After news that Katherine Johnson, one of the black mathematicians at NASA whose life was portrayed in the movie “Hidden Figures,” had died at the age of 101, social media users praised her work and legacy.
Former astronaut Scott Kelly called her a “true-life hero” and said her life would “inspire future generations to come.”
Today we lost a true-life hero. Katherine Johnson broke racial and social barriers while working to put us on the moon. #HiddenFigures no more. Her legacy will live on and inspire future generations to come. pic.twitter.com/rvZONZ0eNg— Scott Kelly (@StationCDRKelly) February 24, 2020
Twitter exploded with users praising her legacy:
American Hero.— Alexandria Ocasio-Cortez (@AOC) February 24, 2020
Thank you, Katherine Johnson. 🇺🇸 https://t.co/TzbEP8HUuY
Katherine Johnson was a true American hero and pioneer in math and science. Her legacy and incredible achievements in the face of racial and gender discrimination will never be forgotten. https://t.co/Pl8uoBwCO5— Bernie Sanders (@BernieSanders) February 24, 2020
Katherine Johnson’s life was one of courage and brilliance.— Chuck Schumer (@SenSchumer) February 24, 2020
She broke down racial and gender barriers—all while helping take our space program to heights unseen.
Today, we say thank you to Katherine.
My prayers go to her family. May she rest in power.https://t.co/PKkNtyN0sa
Katherine Johnson pioneered new frontiers for space exploration & shattered barriers of race and gender, inspiring generations of women & girls to reach for the stars. May it be a comfort to her family that so many mourn with them. https://t.co/Kjtrgve0eT— Nancy Pelosi (@SpeakerPelosi) February 24, 2020
My heart goes out to the loved ones of Katherine Johnson, a brilliant mathematician who inspired little girls – especially Black girls – to reach for the stars. I’m very glad that Congress honored Mrs. Johnson & her contributions to NASA with a Congressional Gold Medal last year. pic.twitter.com/QvUWNrmirv— Elizabeth Warren (@SenWarren) February 24, 2020
Today we celebrate the life of an American hero, Kathrine Johnson. She stared down racism and sexism, and paved the way for more women of color to succeed in math and science — inspiring the next generation to pursue their dreams no matter what obstacles they must face. https://t.co/1YaD4TTUsR— Amy Klobuchar (@amyklobuchar) February 24, 2020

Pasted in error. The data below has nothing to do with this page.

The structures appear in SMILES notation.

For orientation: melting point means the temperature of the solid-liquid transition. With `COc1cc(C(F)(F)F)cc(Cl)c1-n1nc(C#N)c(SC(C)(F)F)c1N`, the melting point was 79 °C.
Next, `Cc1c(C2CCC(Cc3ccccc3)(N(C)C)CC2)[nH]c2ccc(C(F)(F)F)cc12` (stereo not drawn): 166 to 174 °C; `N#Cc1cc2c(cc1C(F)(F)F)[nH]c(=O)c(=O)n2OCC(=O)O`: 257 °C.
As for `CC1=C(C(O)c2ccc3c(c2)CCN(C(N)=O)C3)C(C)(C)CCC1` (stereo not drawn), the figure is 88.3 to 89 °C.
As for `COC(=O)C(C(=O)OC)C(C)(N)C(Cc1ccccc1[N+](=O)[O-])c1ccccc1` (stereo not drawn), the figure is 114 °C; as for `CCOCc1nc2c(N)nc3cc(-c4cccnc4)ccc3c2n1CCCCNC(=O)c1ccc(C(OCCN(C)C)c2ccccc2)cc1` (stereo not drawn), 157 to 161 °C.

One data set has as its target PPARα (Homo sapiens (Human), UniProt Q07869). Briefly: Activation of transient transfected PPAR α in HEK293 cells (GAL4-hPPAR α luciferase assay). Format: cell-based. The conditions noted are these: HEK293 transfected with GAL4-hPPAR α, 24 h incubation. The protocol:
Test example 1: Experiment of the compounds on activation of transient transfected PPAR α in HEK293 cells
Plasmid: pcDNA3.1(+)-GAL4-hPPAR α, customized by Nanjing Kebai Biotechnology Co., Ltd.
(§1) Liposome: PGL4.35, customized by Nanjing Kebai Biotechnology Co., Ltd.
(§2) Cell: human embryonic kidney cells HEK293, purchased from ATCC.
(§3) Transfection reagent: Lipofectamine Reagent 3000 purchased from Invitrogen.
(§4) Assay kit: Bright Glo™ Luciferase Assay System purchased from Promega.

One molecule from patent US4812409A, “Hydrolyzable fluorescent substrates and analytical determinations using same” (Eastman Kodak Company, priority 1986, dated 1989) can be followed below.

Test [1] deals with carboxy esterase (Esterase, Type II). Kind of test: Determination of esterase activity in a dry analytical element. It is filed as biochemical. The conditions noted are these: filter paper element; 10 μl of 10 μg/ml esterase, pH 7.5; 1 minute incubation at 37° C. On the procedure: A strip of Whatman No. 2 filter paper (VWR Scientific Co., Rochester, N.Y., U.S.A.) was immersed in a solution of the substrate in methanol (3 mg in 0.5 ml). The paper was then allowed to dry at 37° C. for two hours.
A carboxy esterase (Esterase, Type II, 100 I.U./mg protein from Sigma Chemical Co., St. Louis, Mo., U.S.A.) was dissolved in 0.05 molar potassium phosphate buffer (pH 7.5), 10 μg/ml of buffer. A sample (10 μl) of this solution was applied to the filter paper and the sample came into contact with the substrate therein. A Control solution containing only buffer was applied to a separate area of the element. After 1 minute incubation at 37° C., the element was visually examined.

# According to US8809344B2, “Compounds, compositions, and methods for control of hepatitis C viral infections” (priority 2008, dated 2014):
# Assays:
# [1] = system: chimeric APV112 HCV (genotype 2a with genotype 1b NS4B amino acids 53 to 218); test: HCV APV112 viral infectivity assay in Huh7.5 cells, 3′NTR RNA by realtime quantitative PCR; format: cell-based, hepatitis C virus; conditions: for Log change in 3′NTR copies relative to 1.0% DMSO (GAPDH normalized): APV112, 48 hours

We've lost an icon and brilliant mathematician with the passing of Katherine Johnson.— Kamala Harris (@SenKamalaHarris) February 24, 2020
A barrier breaker and inspiration for women of color everywhere, Katherine's legendary work with NASA will forever leave a mark on our history. My heart goes out to her family and loved ones. https://t.co/rc0qOHOZWZ
If Katherine Johnson had let racial and gender barriers stop her, we may have never made it to the moon.— Ilhan Omar (@IlhanMN) February 24, 2020
She lived in power. May she now rest in power. ✊🏽♀️https://t.co/imoq4mbuh0
Without Katherine Johnson's trailblazing genius, Americans nationwide wouldn't have seen our country do the seemingly impossible. Johnson's legacy and example will never be forgotten. My thoughts are with her family and loved ones. https://t.co/JwtjnKiYJa— Senator Patty Murray (@PattyMurray) February 24, 2020
Katherine Johnson is an American hero who broke down barriers for women of color at @NASA and beyond. Honoring her incredible life today that will continue to inspire generations. #BHM https://t.co/T3PwpHAQpl— Sen. Cory Booker (@SenBooker) February 24, 2020
As a child, Katherine Johnson said she “counted everything: the steps, the dishes, the stars in the sky." As a mathematician, she broke barriers to help reach those stars. Her calculations helped put Americans in space, in orbit, and, finally, on the moon. #HiddenFigures pic.twitter.com/5ONuV5zhQ0— Hillary Clinton (@HillaryClinton) February 24, 2020
Today, we mourn the loss of #KatherineJohnson, a pioneer in math and science who broke the barriers of race and gender. May her life and legacy continue to inspire the world. #HiddenFigures #RestInPower pic.twitter.com/CT2Ih9Muly— Derrick Johnson (@DerrickNAACP) February 24, 2020
Johnson was part of a team of black mathematicians who worked at NASA, while it was still segregated, on the Mercury and Apollo missions.
In 2015, former President Barack Obama awarded Johnson the Presidential Medal of Freedom.